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This is Part 5a of a 5-part series that highlights each step of our recommended investment plan that will help you build and monitor your own DIY Dividend Portfolio.

The Importance of a Proper Investment Plan

Most "do-it-yourself" investors fail miserably over the long term. As a matter of fact, the majority of professional investors fail to beat the returns of the broader market indices every year. That said, there is one common trait that every successful investor shares…an investment plan!

Unfortunately, simply setting up an investment plan isn't enough to succeed these days. You also have to have the discipline to carry out that plan (come rain or shine). Contrary to popular belief, the market does not control your investment success…you do!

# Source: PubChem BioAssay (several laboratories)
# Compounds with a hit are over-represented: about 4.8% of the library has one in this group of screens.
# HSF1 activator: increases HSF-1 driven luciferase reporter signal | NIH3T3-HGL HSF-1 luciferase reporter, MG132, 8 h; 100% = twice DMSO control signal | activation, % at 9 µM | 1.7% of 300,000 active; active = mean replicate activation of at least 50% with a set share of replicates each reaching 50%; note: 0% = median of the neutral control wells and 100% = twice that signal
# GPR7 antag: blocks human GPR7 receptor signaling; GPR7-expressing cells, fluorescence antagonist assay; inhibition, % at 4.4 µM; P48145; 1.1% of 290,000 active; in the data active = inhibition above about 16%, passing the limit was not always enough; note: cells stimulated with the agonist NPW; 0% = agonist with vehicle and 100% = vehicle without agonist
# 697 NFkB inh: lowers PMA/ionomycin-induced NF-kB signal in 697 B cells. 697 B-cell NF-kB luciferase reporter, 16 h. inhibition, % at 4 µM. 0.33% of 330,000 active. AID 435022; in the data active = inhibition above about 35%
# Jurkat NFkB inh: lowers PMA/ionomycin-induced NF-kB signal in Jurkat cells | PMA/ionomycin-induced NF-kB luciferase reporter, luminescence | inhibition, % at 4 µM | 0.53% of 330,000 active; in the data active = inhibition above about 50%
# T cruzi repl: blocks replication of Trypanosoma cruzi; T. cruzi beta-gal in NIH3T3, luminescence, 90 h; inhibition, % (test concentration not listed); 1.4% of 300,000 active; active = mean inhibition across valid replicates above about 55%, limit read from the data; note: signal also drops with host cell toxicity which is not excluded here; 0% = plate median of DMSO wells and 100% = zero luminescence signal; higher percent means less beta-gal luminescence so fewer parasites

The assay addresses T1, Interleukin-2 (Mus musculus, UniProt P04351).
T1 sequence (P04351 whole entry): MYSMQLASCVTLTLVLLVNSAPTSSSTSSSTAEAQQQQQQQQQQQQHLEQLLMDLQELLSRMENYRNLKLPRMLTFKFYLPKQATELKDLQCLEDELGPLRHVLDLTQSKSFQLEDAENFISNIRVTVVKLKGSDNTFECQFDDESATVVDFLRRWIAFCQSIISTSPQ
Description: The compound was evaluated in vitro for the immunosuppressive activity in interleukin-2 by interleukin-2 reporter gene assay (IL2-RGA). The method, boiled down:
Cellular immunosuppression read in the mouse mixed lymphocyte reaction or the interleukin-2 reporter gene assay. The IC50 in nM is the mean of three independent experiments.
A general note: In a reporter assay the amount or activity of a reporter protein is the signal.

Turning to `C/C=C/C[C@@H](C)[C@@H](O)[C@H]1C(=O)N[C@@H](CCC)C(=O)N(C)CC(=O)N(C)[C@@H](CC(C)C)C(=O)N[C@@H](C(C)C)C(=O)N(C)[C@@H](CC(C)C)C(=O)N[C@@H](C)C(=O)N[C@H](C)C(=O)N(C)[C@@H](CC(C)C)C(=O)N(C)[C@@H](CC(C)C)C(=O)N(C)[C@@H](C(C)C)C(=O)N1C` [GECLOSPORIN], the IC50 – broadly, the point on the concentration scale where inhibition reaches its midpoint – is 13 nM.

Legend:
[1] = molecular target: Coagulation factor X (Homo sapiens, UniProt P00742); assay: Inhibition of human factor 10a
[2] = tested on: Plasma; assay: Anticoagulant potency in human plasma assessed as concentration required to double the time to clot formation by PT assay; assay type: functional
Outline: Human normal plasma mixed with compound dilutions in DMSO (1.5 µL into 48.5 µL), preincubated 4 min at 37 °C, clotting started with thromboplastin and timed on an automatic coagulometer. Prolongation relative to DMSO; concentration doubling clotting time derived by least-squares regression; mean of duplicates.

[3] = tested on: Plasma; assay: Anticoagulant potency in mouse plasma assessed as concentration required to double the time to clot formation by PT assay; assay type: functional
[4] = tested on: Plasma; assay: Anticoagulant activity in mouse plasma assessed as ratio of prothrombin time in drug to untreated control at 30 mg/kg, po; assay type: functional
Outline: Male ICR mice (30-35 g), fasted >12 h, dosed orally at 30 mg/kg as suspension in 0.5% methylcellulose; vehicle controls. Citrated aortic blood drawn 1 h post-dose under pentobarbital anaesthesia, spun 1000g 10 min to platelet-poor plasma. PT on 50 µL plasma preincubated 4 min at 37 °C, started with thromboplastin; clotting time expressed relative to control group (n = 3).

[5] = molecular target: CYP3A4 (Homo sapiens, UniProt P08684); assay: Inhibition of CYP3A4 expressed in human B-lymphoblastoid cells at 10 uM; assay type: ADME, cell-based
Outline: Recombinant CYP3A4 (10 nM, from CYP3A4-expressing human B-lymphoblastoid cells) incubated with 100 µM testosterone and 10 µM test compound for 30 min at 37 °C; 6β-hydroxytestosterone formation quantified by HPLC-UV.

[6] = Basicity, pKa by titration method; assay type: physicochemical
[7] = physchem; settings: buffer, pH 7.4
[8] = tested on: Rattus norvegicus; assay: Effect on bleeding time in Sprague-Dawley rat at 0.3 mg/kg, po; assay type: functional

While the specific details of a dividend investor's personal investment plan will vary based on age, risk tolerance, etc., we suggest that investors use the plan below as a guide (links to previous parts of this series are highlighted below in blue):

  1. Identify, research, and invest in dividend stocks with the best risk/reward profiles.
  2. Identify low-risk entry points for each stock (i.e., a "Buy Zone").
  3. Adhere to strict asset allocation targets (for asset classes, industries, and individual stocks).
  4. Maintain a disciplined exit strategy for each stock by closely monitoring changes in fundamental and technical data points.
  5. Utilize portfolio hedging techniques and conservative option strategies to manage downside risk (e.g., protective puts, covered calls, and cash-secured puts).

Part 5a: Protective Put Hedging Strategy